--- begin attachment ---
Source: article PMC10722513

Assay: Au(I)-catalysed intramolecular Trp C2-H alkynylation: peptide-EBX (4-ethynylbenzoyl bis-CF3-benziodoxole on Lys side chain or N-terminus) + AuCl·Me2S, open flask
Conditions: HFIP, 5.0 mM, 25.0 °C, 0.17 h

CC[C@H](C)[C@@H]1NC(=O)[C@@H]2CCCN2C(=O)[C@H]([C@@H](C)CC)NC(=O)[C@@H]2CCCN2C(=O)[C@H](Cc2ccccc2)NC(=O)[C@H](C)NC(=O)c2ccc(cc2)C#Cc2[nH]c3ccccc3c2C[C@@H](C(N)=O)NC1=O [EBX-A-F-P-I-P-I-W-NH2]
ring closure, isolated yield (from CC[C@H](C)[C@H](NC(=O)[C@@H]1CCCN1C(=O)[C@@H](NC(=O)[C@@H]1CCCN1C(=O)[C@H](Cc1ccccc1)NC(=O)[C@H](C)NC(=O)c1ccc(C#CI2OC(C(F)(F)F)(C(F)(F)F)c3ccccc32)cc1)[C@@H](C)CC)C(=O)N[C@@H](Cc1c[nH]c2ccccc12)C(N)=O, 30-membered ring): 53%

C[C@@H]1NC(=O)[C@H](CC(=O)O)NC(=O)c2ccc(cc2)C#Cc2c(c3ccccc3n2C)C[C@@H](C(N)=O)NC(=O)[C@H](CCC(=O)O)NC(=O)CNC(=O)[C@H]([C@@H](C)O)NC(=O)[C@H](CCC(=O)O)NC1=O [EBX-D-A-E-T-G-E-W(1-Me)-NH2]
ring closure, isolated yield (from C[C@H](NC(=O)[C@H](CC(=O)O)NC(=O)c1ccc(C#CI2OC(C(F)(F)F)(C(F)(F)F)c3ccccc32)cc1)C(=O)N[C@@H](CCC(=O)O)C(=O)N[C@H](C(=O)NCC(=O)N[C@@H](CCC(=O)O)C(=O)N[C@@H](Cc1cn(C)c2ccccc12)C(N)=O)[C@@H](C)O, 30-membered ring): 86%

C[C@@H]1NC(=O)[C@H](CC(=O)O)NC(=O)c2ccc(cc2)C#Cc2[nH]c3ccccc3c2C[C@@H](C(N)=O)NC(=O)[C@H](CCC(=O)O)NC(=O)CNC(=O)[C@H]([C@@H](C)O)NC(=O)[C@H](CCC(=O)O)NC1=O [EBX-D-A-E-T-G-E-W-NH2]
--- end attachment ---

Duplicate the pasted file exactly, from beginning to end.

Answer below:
Source: article PMC10722513

Assay: Au(I)-catalysed intramolecular Trp C2-H alkynylation: peptide-EBX (4-ethynylbenzoyl bis-CF3-benziodoxole on Lys side chain or N-terminus) + AuCl·Me2S, open flask
Conditions: HFIP, 5.0 mM, 25.0 °C, 0.17 h

CC[C@H](C)[C@@H]1NC(=O)[C@@H]2CCCN2C(=O)[C@H]([C@@H](C)CC)NC(=O)[C@@H]2CCCN2C(=O)[C@H](Cc2ccccc2)NC(=O)[C@H](C)NC(=O)c2ccc(cc2)C#Cc2[nH]c3ccccc3c2C[C@@H](C(N)=O)NC1=O [EBX-A-F-P-I-P-I-W-NH2]
ring closure, isolated yield (from CC[C@H](C)[C@H](NC(=O)[C@@H]1CCCN1C(=O)[C@@H](NC(=O)[C@@H]1CCCN1C(=O)[C@H](Cc1ccccc1)NC(=O)[C@H](C)NC(=O)c1ccc(C#CI2OC(C(F)(F)F)(C(F)(F)F)c3ccccc32)cc1)[C@@H](C)CC)C(=O)N[C@@H](Cc1c[nH]c2ccccc12)C(N)=O, 30-membered ring): 53%

C[C@@H]1NC(=O)[C@H](CC(=O)O)NC(=O)c2ccc(cc2)C#Cc2c(c3ccccc3n2C)C[C@@H](C(N)=O)NC(=O)[C@H](CCC(=O)O)NC(=O)CNC(=O)[C@H]([C@@H](C)O)NC(=O)[C@H](CCC(=O)O)NC1=O [EBX-D-A-E-T-G-E-W(1-Me)-NH2]
ring closure, isolated yield (from C[C@H](NC(=O)[C@H](CC(=O)O)NC(=O)c1ccc(C#CI2OC(C(F)(F)F)(C(F)(F)F)c3ccccc32)cc1)C(=O)N[C@@H](CCC(=O)O)C(=O)N[C@H](C(=O)NCC(=O)N[C@@H](CCC(=O)O)C(=O)N[C@@H](Cc1cn(C)c2ccccc12)C(N)=O)[C@@H](C)O, 30-membered ring): 86%

C[C@@H]1NC(=O)[C@H](CC(=O)O)NC(=O)c2ccc(cc2)C#Cc2[nH]c3ccccc3c2C[C@@H](C(N)=O)NC(=O)[C@H](CCC(=O)O)NC(=O)CNC(=O)[C@H]([C@@H](C)O)NC(=O)[C@H](CCC(=O)O)NC1=O [EBX-D-A-E-T-G-E-W-NH2]